Will Uber’s New Safety Initiatives in Philly Be Effective?
October 15, 2018
Need a ride to or from the Philly airport? Looking for a quick way to get into the city without taking the train, bus, or your personal vehicle? You’ve probably considered a rideshare app like Uber. But like many people, you may be concerned about the safety ramifications.
As it turns out, Uber’s CEO, Dara Khosrowshahi, seems to be just as worried. In fact, in an NBC Philadelphia news 10 article from September 2018, he said he is committed to closing security gaps. As the piece points out, Khosrowshahi is preparing to make several changes in the company.
Perhaps the most important ones for Philly’s residents, students, and visitors include new hands-free capabilities for drivers, notification of unusually long mid-trip stops, and annual criminal background checks for operators.
Driving without texting or manipulating cell phones
A huge concern among Uber passengers has always been the penchant of drivers for using their cellphones in the middle of a routine trip. As statistics from the National Highway Traffic Safety Administration show, texting while driving and other types of distracted driving accounted for more than 3,400 fatalities in 2016 and 391,000 injuries in 2015. By providing a hands-free component for drivers, Uber expects to cut down on distractions. However, drivers will be expected to use the honor system and are not required at this point to conduct business hands-free.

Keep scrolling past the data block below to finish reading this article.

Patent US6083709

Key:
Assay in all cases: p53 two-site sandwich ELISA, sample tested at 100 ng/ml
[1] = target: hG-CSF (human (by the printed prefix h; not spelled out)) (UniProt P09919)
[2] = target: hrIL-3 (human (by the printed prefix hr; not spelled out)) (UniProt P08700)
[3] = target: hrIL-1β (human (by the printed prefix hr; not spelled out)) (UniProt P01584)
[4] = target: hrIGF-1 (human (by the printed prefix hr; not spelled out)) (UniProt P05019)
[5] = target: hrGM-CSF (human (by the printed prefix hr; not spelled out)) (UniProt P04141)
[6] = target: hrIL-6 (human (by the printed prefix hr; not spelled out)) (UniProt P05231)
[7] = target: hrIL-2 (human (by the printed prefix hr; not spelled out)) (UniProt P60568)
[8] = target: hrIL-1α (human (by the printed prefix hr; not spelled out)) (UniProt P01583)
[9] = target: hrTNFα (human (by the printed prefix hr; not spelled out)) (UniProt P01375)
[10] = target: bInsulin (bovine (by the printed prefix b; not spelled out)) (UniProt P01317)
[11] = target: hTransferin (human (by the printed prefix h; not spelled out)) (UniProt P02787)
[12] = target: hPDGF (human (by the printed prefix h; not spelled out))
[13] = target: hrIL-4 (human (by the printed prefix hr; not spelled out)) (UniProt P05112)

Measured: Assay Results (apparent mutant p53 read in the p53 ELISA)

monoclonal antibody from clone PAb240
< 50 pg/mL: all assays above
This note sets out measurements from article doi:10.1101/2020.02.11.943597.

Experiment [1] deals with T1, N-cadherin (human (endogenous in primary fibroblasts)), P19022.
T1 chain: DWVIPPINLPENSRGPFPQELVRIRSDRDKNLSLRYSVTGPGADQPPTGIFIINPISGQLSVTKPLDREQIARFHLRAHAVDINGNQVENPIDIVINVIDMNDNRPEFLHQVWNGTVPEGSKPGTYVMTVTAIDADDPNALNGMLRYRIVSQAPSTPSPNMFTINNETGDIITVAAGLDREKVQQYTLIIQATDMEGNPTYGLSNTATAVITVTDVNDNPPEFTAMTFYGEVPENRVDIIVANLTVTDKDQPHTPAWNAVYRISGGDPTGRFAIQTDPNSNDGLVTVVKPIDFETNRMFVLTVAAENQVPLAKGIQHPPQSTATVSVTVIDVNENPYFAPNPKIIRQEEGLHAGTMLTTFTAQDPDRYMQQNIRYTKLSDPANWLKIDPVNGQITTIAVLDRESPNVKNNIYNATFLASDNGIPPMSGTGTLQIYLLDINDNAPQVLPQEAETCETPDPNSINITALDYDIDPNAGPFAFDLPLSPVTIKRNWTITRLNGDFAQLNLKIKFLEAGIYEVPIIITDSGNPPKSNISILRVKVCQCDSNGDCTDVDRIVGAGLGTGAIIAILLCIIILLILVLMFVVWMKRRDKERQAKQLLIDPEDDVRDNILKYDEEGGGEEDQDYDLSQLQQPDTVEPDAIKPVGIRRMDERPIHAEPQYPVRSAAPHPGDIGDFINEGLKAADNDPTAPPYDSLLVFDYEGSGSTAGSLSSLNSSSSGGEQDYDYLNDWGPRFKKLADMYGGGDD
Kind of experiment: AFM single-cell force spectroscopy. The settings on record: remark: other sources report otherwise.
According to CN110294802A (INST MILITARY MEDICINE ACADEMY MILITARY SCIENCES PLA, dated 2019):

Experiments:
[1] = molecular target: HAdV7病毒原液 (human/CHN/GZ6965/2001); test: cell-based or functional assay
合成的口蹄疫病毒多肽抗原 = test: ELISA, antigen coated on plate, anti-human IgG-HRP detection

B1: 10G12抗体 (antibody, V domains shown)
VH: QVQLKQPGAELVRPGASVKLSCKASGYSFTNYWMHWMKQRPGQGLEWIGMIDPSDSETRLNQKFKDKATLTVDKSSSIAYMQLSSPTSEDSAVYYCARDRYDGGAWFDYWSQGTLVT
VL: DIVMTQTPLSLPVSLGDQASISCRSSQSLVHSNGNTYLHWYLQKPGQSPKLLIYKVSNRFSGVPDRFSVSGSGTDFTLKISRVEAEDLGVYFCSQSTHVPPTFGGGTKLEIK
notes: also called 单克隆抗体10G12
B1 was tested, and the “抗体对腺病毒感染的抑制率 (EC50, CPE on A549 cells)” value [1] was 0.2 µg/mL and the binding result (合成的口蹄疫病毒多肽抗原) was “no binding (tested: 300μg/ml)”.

Noticing abnormal mid-trip stops
Uber has information on drivers’ current trips, and the company plans to use their wealth of data innovatively to indicate unusual activities. For instance, if a driver stops along a roadway that doesn’t seem to be congested because of other traffic, or isn’t particularly close to the ultimate destination, Uber can then contact both the driver and passenger for more information. Though not an airtight system, it does provide a potential barrier against a driver’s acting nefariously. Plus, the system could possibly help drivers whose vehicles break down along the road.
Checking up on drivers’ pasts
Although Uber conducts fairly thorough criminal background checks now, it hasn’t historically monitored drivers for the long term. Thus, if they committed crimes after becoming part of Uber, they could potentially remain as drivers. With yearly checks, Uber expects to be able to better weed out drivers who commit crimes. Though this is a good start, the company is preparing to more quickly ensure notification via technology “flags” to jettison drivers who get in legal trouble.
Can Uber make Philadelphians feel safer?
Of course, the big question is whether these interventions by Uber will make noticeable changes for Philadelphians and people traveling in and around the state of Pennsylvania. After all, the corporation is absolutely ripe to be disrupted if it doesn’t get ahead of problems prior to its IPO in 2019.
In the meantime, passengers should always exercise caution when using Uber or similar services, such as letting friends know the driver’s name, vehicle make, and license plate number before the trip begins.
Have you been hurt in a traffic accident that involved texting and driving or another form of distracted driving? Contact Wapner Newman’s offices for a free consultation to discuss your situation. You may be entitled to compensation, depending upon the circumstances.